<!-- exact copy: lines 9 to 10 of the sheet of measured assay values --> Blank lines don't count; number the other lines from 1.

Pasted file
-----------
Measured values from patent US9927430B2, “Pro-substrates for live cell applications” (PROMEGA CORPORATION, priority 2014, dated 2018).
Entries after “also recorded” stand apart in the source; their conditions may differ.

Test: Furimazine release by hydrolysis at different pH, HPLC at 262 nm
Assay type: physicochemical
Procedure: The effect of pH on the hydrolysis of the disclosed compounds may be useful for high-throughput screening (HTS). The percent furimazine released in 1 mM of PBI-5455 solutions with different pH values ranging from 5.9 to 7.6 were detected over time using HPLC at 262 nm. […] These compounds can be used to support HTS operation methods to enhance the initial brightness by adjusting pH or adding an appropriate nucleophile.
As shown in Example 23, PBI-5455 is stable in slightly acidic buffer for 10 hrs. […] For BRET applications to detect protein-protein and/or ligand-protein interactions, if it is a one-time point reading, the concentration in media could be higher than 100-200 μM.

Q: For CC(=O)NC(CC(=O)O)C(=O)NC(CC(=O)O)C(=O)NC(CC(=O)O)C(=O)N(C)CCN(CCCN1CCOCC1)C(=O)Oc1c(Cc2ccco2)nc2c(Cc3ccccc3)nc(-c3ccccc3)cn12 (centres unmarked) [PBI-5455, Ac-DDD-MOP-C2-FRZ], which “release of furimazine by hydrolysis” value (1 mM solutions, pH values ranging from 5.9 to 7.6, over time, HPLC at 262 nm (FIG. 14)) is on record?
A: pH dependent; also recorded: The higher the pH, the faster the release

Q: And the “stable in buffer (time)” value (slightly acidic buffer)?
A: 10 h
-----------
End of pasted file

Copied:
Q: And the “stable in buffer (time)” value (slightly acidic buffer)?
A: 10 h